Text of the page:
How Neutral is Net Neutrality


The government and internet users have been pushing for Net Neutrality (NN) that prohibits telecom service providers (TSPs) from levying discriminatory rates for data. But is that really going to help a bigger segment of Indian internet users across the country. Certainly not. The issue has to be seen through a naked eye, with a holistic approach and not through a prism.

The controversy started on 8 February 2016, when India’s telecom regulator, Telecom Regulatory Authority of India (TRAI) ruled in favour of Net Neutrality in India, prohibiting TSPs from levying discriminatory rates for data. The decision was taken following million emails from citizens, political parties and many other social organizations voting for NN.

But despite the proliferation of data and internet penetration across the country, a sizeable users of these services are unable to operate basic internet services, leave aside heavily loaded websites that facilitate users to access their day-to-day functioning, be it banking, basic utilities like, water, electricity and other government services. Crores of data users in the remotest villages still don’t have access to faster data 3G or 4G services, negating the very need for internet access and actually reaping the benefits.

So the question is how and why is it so ? The answer is simple. The TSPs who have built and set-up their infrastructure over the 25 years in India, are bleeding. Banks do not lend money and with a huge outgo of fund to manage and operate telecom services have left TSPs with no money to further develop, expand or maintain their infrastructure.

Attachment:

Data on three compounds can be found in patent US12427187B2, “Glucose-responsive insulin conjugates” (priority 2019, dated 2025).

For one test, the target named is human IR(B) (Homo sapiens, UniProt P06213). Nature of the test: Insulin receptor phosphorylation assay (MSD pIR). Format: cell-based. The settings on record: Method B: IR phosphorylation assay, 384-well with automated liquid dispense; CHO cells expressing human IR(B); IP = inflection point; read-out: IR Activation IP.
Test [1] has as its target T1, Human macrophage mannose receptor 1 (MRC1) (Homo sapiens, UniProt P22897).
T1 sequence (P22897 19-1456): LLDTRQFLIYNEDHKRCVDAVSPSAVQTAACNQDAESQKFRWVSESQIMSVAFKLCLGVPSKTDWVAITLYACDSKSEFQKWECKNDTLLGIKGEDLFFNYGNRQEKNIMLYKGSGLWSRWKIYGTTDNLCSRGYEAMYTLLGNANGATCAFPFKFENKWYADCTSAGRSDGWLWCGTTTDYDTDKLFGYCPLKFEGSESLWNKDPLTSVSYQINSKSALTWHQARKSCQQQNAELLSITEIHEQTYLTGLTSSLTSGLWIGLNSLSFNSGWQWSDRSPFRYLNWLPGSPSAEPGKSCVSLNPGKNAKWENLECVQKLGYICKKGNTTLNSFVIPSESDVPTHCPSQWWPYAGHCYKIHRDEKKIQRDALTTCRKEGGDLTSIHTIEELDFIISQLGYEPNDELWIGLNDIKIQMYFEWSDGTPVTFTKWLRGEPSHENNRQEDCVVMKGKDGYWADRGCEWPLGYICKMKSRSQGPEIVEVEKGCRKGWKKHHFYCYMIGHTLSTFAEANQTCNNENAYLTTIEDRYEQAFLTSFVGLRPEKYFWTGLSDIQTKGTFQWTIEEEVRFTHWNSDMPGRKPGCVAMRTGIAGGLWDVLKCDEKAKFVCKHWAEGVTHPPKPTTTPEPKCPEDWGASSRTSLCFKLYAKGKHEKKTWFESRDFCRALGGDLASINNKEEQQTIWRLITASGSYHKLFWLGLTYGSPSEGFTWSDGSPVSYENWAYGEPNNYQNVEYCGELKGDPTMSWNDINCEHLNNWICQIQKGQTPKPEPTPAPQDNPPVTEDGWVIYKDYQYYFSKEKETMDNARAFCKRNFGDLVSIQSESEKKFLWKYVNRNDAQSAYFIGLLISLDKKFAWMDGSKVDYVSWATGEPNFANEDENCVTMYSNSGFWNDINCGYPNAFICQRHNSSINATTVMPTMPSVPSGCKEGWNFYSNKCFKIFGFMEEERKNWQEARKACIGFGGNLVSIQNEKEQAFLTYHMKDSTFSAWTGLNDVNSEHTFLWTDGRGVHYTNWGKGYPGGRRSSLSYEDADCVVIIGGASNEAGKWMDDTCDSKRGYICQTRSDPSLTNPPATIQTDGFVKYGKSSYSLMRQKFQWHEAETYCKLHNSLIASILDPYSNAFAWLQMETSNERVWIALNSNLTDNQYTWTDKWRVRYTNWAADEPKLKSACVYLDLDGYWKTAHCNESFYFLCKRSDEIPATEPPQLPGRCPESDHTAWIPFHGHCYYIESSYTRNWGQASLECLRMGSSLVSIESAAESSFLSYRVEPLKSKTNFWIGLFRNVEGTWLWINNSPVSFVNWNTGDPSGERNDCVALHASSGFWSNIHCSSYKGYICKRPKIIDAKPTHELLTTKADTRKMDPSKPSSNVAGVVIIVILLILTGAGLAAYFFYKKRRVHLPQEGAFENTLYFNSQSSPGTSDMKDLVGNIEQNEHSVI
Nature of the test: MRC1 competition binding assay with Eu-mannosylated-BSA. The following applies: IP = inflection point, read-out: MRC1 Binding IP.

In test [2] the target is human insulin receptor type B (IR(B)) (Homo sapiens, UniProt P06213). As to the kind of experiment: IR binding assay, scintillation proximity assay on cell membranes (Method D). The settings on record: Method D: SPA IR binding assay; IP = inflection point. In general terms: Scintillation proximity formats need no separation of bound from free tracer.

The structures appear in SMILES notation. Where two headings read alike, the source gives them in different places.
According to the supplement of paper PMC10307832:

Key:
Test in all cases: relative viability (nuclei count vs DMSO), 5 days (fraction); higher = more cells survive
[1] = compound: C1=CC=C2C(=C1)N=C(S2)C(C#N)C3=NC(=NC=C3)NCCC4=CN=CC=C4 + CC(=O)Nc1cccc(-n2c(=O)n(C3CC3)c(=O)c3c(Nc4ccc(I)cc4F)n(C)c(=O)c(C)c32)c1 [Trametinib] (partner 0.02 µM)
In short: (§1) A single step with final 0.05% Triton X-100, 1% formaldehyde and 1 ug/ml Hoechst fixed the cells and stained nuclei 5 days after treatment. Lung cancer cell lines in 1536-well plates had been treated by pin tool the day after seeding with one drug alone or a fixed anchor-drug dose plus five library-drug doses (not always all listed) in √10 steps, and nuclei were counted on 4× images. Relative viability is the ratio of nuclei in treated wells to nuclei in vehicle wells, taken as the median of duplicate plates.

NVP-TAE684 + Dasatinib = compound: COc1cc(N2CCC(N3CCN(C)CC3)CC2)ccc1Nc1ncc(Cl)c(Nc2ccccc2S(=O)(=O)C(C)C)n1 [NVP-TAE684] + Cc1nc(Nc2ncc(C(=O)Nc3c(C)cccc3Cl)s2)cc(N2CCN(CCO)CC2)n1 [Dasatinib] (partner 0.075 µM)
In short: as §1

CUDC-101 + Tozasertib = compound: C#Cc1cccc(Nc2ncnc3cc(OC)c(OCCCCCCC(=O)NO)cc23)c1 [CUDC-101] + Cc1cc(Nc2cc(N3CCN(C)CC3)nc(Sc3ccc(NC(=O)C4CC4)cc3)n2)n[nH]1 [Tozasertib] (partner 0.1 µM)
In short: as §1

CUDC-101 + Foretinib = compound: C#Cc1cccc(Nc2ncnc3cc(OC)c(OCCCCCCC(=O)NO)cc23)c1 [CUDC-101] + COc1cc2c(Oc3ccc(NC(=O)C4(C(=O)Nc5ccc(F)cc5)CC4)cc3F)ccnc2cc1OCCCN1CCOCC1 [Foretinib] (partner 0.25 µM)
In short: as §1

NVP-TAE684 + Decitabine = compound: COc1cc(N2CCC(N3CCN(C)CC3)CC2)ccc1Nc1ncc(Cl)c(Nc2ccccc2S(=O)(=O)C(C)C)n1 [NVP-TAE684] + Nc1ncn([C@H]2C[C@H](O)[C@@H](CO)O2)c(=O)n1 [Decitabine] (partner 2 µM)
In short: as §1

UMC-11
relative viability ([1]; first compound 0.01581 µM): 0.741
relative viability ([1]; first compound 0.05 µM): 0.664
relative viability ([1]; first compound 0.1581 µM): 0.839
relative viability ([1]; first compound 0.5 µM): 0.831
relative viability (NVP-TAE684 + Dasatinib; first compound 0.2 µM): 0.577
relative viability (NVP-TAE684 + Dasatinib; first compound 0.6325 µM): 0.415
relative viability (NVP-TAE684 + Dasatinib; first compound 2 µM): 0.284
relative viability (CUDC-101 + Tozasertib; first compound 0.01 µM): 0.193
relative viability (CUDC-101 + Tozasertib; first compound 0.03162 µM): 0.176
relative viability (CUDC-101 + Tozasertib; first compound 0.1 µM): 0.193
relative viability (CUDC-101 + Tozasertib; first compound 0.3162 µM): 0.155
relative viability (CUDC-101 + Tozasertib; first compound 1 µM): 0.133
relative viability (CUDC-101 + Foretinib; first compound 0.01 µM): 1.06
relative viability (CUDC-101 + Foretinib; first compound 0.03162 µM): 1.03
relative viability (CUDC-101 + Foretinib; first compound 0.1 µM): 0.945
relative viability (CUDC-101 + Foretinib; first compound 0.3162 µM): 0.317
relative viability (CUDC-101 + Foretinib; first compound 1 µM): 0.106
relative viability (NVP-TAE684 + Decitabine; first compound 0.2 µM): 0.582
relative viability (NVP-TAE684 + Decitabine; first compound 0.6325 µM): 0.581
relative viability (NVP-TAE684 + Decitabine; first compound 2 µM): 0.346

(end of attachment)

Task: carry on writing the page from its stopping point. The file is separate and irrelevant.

As a result, the duck, which laid golden eggs for years is in a mess. Adding to the woes are shrinking tariffs and regulatory hurdles.

TRAI has not addressed the concerns raised by TSPs, which has been demanding for same service, same rules. Essentially two entities, offer the same service, but are governed by different rules. In this case are the Over-the-Top (OTT) service providers like WhatsApp, Viber, Skype, Google others that ride on telecom network, without paying TSPs.  Telcos, have argued for a required regulation and policy neutrality that hasn’t been addressed by the regulator.
Here prioritisation, of services would have been an important step to ensure delivery of essential services without delay. This would have facilitated the basic need for data and internet services to the nook and corner of the country. Besides this would have given impetus to inclusive government’s push to inclusive growth.

While, TSPs have adhered to the norms and terms and conditions of the licence agreement mandate, that TSPs ensure the protection of the privacy of communications and user data, complying with strict rules on customer confidentiality and record keeping, among others, these regulations are not binding on these OTTs. This uneven playing field for the industry, not only compromises on national security but also unlawful in the natural course of justice.

The present recommendations on Net Neutrality, doesn’t fully take into account, the requirements for India and do not sufficiently address, crucial national security issues, that come with most OTTs, where access remains a priority issue and connecting the next billion, is a priority.

Similarly, putting new and emerging technologies like the Internet of Things ( IoT), under the principles of Net Neutrality is not an advisable step. This is neither practical nor conducive. Prioritisation, here of services would have been an important step to ensure delivery of essential services without delay.


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